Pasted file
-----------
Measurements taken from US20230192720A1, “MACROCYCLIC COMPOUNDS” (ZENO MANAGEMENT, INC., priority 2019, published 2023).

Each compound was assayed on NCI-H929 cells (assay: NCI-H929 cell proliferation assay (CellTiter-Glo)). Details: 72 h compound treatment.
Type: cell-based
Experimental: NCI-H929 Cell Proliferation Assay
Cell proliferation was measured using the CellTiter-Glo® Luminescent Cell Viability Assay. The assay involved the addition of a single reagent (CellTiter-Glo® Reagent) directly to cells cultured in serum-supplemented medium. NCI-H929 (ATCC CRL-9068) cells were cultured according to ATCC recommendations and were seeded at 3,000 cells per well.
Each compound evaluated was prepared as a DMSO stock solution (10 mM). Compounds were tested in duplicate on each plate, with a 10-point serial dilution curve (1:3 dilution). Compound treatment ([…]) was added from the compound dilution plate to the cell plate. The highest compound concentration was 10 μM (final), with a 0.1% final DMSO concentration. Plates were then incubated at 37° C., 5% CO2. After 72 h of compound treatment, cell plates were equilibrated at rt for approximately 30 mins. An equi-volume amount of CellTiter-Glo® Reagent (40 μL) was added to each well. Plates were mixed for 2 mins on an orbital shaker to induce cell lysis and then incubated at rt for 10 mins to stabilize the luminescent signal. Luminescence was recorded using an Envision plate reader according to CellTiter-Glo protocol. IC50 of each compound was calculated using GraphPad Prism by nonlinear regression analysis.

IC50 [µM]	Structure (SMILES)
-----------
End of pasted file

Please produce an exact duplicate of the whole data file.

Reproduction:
Measurements taken from US20230192720A1, “MACROCYCLIC COMPOUNDS” (ZENO MANAGEMENT, INC., priority 2019, published 2023).

Each compound was assayed on NCI-H929 cells (assay: NCI-H929 cell proliferation assay (CellTiter-Glo)). Details: 72 h compound treatment.
Type: cell-based
Experimental: NCI-H929 Cell Proliferation Assay
Cell proliferation was measured using the CellTiter-Glo® Luminescent Cell Viability Assay. The assay involved the addition of a single reagent (CellTiter-Glo® Reagent) directly to cells cultured in serum-supplemented medium. NCI-H929 (ATCC CRL-9068) cells were cultured according to ATCC recommendations and were seeded at 3,000 cells per well.
Each compound evaluated was prepared as a DMSO stock solution (10 mM). Compounds were tested in duplicate on each plate, with a 10-point serial dilution curve (1:3 dilution). Compound treatment ([…]) was added from the compound dilution plate to the cell plate. The highest compound concentration was 10 μM (final), with a 0.1% final DMSO concentration. Plates were then incubated at 37° C., 5% CO2. After 72 h of compound treatment, cell plates were equilibrated at rt for approximately 30 mins. An equi-volume amount of CellTiter-Glo® Reagent (40 μL) was added to each well. Plates were mixed for 2 mins on an orbital shaker to induce cell lysis and then incubated at rt for 10 mins to stabilize the luminescent signal. Luminescence was recorded using an Envision plate reader according to CellTiter-Glo protocol. IC50 of each compound was calculated using GraphPad Prism by nonlinear regression analysis.

IC50 [µM]	Structure (SMILES)